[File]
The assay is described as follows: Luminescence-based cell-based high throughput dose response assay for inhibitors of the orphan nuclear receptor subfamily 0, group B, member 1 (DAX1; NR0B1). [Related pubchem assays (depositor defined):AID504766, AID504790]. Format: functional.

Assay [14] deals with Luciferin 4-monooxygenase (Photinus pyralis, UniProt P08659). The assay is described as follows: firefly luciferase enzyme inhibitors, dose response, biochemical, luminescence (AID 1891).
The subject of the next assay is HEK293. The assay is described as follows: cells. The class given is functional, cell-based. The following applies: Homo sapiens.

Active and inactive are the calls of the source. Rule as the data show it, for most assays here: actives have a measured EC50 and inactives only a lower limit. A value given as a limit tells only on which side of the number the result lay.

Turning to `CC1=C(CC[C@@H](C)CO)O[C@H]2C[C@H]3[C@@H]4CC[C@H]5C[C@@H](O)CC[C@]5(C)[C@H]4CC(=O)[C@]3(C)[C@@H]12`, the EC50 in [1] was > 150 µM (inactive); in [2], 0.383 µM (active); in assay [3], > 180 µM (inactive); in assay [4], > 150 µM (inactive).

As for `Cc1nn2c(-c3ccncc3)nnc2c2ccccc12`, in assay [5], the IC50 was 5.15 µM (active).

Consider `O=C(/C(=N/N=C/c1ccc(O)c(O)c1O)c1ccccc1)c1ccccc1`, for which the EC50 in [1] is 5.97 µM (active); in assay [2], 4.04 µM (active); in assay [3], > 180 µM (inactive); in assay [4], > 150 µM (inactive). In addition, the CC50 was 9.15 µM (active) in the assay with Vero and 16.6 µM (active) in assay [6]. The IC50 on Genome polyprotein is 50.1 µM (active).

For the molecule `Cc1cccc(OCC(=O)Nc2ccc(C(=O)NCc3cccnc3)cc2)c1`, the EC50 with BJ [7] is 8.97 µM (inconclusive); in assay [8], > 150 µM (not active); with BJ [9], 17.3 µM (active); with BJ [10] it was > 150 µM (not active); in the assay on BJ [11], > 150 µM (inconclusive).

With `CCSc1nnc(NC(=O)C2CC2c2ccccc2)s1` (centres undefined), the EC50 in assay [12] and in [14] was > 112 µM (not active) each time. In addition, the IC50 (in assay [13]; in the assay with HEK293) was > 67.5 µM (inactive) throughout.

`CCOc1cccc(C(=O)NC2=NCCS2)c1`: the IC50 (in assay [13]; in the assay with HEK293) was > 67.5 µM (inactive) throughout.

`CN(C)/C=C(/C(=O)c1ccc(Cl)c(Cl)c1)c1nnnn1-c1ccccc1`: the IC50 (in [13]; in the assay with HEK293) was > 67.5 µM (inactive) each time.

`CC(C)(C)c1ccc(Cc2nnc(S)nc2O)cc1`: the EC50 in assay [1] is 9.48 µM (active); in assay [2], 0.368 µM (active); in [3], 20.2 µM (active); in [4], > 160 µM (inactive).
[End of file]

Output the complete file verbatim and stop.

The assay is described as follows: Luminescence-based cell-based high throughput dose response assay for inhibitors of the orphan nuclear receptor subfamily 0, group B, member 1 (DAX1; NR0B1). [Related pubchem assays (depositor defined):AID504766, AID504790]. Format: functional.

Assay [14] deals with Luciferin 4-monooxygenase (Photinus pyralis, UniProt P08659). The assay is described as follows: firefly luciferase enzyme inhibitors, dose response, biochemical, luminescence (AID 1891).
The subject of the next assay is HEK293. The assay is described as follows: cells. The class given is functional, cell-based. The following applies: Homo sapiens.

Active and inactive are the calls of the source. Rule as the data show it, for most assays here: actives have a measured EC50 and inactives only a lower limit. A value given as a limit tells only on which side of the number the result lay.

Turning to `CC1=C(CC[C@@H](C)CO)O[C@H]2C[C@H]3[C@@H]4CC[C@H]5C[C@@H](O)CC[C@]5(C)[C@H]4CC(=O)[C@]3(C)[C@@H]12`, the EC50 in [1] was > 150 µM (inactive); in [2], 0.383 µM (active); in assay [3], > 180 µM (inactive); in assay [4], > 150 µM (inactive).

As for `Cc1nn2c(-c3ccncc3)nnc2c2ccccc12`, in assay [5], the IC50 was 5.15 µM (active).

Consider `O=C(/C(=N/N=C/c1ccc(O)c(O)c1O)c1ccccc1)c1ccccc1`, for which the EC50 in [1] is 5.97 µM (active); in assay [2], 4.04 µM (active); in assay [3], > 180 µM (inactive); in assay [4], > 150 µM (inactive). In addition, the CC50 was 9.15 µM (active) in the assay with Vero and 16.6 µM (active) in assay [6]. The IC50 on Genome polyprotein is 50.1 µM (active).

For the molecule `Cc1cccc(OCC(=O)Nc2ccc(C(=O)NCc3cccnc3)cc2)c1`, the EC50 with BJ [7] is 8.97 µM (inconclusive); in assay [8], > 150 µM (not active); with BJ [9], 17.3 µM (active); with BJ [10] it was > 150 µM (not active); in the assay on BJ [11], > 150 µM (inconclusive).

With `CCSc1nnc(NC(=O)C2CC2c2ccccc2)s1` (centres undefined), the EC50 in assay [12] and in [14] was > 112 µM (not active) each time. In addition, the IC50 (in assay [13]; in the assay with HEK293) was > 67.5 µM (inactive) throughout.

`CCOc1cccc(C(=O)NC2=NCCS2)c1`: the IC50 (in assay [13]; in the assay with HEK293) was > 67.5 µM (inactive) throughout.

`CN(C)/C=C(/C(=O)c1ccc(Cl)c(Cl)c1)c1nnnn1-c1ccccc1`: the IC50 (in [13]; in the assay with HEK293) was > 67.5 µM (inactive) each time.

`CC(C)(C)c1ccc(Cc2nnc(S)nc2O)cc1`: the EC50 in assay [1] is 9.48 µM (active); in assay [2], 0.368 µM (active); in [3], 20.2 µM (active); in [4], > 160 µM (inactive).